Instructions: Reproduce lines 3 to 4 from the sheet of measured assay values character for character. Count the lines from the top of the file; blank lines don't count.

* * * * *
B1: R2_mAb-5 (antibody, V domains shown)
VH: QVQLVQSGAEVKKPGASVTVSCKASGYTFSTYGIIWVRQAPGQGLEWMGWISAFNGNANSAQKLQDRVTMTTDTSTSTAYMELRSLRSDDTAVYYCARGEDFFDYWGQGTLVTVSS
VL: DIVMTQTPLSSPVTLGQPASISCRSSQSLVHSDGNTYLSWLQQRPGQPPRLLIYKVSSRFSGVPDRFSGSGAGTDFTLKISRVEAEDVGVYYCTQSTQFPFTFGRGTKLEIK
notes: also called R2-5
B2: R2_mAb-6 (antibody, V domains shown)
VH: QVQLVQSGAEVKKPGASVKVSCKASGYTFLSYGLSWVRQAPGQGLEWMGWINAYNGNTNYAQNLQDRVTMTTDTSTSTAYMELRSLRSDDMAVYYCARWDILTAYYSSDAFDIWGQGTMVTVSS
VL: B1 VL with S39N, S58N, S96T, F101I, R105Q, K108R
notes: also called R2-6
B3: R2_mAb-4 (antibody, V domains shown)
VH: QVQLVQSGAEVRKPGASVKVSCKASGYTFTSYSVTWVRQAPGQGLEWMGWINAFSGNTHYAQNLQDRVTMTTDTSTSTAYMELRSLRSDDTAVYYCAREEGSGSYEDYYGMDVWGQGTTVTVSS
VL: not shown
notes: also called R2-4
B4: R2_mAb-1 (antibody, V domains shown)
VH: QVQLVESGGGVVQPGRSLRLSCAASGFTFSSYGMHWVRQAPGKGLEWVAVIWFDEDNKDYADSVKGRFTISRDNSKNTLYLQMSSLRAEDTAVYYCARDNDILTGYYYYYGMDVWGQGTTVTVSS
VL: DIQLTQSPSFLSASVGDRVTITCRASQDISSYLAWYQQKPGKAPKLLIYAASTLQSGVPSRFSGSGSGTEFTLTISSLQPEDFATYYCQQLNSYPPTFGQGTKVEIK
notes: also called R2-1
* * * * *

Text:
VL: DIVMTQTPLSSPVTLGQPASISCRSSQSLVHSDGNTYLSWLQQRPGQPPRLLIYKVSSRFSGVPDRFSGSGAGTDFTLKISRVEAEDVGVYYCTQSTQFPFTFGRGTKLEIK
notes: also called R2-5